Tiger Woods is happy as he sits comfortably in a familiar position after his opening round
AUGUSTA, Ga. — The golf ball caromed through the upper reaches of the tree with such force it sent pine cones raining to the ground like hail stones, and the patrons along Augusta’s 17th fairway into full duck-and-cover mode. Tiger Woods’s errant drive spun to the ground and rolled back in the direction of the tee box, forcing those same onlookers into a backward scrambling retreat.
“Folks, don’t touch that ball,” a course marshal warned once it had settled in the damp Georgia grass, directing the crowds around it to back up enough to make room for Woods’s second shot. “We’re not touching it,” one of them answered, as he jockeyed for position for an up-close view of what would come next.
Woods walked up moments later, his caddie, Joe LaCava, beside him, and sized up the situation as you would expect. Chomping on some gum, Woods took a few phantom swings near the ball. He stood behind the shot, gazing into the distance, eyeing the path he’d like his ball to take. He asked for the few people still in his sight line to be moved (saying “thank you” as they did) and took a purposeful walk forward. Returning to the ball, he backed away again, took a few more practice swings, and finally set his feet to do it for real. With one powerful downswing and one resonant thwack, the ball soared off toward the green, carrying the hopes of a golfer, and a crowd, who wanted nothing more than to believe that it was headed straight for the pin.
Just the way Tiger used to do it in the old days.
. . .
Only four holes earlier, Tiger already had channeled his best old days, a tap-in birdie dropping him to 2 under par, pushing him up the first-day Masters leaderboard in ways reminiscent of his four previous victories here at Augusta. And only three holes earlier, he’d done himself one better than that, drawing a Tiger roar of old when he drained a 25-foot birdie putt. Though it was the rescue shot out of the woods on his previous swing that would truly do the hard work in setting up the second straight birdie, it was the putt itself that woke up the echoes.
Tiger had taken the lead.
At the Masters.
The. Lead. At. The. Masters.
Fourteen years after he’d last earned a green jacket, he was in the lead.
One year after he called it a “miracle” he was golfing at all, he was in the lead.
Two years after he’d missed his second straight Masters due to injury, he was in the lead.
A lifetime since he’d been near-daily fodder for tabloids, he was in the lead.
Thanks to a putt he didn’t even expect to go in.
“Down the hill? No. No,” he said afterward, the afternoon sun high overhead as he stood outside the Augusta clubhouse. “I was just trying to lag it down there. It’s uphill and then really quick downhill, I had a little ridge right in my putt, luckily I saw [playing partner Li] Haotong hit his putt, he hit it probably about 10 feet by, and so that was a nice little teach.”
. . .
The lessons Tiger has learned since last winning a Masters (and last winning a major, the US Open in 2008) have fueled our golfing conversations for years now, a tournament-by-tournament referendum on whether he can win a major again, whether, at 43, he has any real chance to get the four majors he needs to tie Jack Nicklaus’s record. What once seemed inevitable barely seems possible, but if he could somehow crack that major code just once more? What a fun ride that would be.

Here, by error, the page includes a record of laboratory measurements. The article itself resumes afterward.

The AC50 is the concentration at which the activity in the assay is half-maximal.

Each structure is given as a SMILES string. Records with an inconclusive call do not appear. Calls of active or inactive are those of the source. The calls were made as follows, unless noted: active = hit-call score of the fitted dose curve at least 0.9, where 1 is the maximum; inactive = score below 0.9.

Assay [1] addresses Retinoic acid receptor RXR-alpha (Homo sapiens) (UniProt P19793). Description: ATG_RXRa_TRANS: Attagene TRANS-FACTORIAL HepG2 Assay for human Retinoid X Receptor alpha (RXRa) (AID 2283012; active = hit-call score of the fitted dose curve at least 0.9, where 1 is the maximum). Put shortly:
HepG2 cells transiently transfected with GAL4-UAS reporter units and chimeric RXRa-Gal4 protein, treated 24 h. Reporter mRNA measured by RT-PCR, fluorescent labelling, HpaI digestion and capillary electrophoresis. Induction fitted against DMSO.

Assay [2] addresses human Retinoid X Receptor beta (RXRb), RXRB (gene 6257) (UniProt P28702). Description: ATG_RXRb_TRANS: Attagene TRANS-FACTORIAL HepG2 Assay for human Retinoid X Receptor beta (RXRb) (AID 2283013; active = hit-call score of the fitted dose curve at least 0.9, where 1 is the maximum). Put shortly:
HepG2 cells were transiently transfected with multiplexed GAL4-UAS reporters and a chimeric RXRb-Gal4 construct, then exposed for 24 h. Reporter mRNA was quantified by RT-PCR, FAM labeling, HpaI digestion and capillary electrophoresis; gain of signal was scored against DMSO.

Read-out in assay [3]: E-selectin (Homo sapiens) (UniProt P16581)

The Masters has always been his best hope. It’s the first major of the year, when bodies are fresh and rejuvenated. It comes at the start of spring, when conditions are friendly and manageable. It comes with its familiar course setup, when experience is both teacher and guide. Could this be the year it happens?
So here he stands, golf club high over his shoulders, eyes tracking the ball is it soars toward the 17th hole. It lands between two bunkers, just off the green. A par save would be something here, wouldn’t it? He chips it about 6 feet from the cup.
Only this putt doesn’t drop. Woods rolls it just right, then taps in for a bogey that puts him back at 2 under. A par on 18 sends him to the scorer’s table with a first-round 70, good enough for one off the lead at the time. Soon, he would bolt directly to the practice putting green to try and reverse the few shorts ones that got away. But overall? He is happy.
“I felt in position to make birdies today and I missed a couple on the front nine, a couple short ones, but overall I felt my speed was really good all day,” he said. “I felt like I played well and I did all the things I needed to do today to post a good number.”
. . .
That the number wouldn’t stay as close to the lead as it had been wasn’t surprising, not as the winds died down across the late afternoon and some heavy hitters took turns cutting through it.
There were young guns Bryson DeChambeau and Brooks Koepka moving into the lead, tied at 6 under, there was old friend Phil Mickelson dropping birdies like his own hail stones, five in the last seven holes to move into solo second place at 5 under.
But Tiger sits comfortably in a group of 10 players tied for 11th. And remember this: He’s never finished outside the top 10 when he shoots below par in the first round.
And in three of the four Masters he’s won, he opened with a 2-under 70.
The hope is real.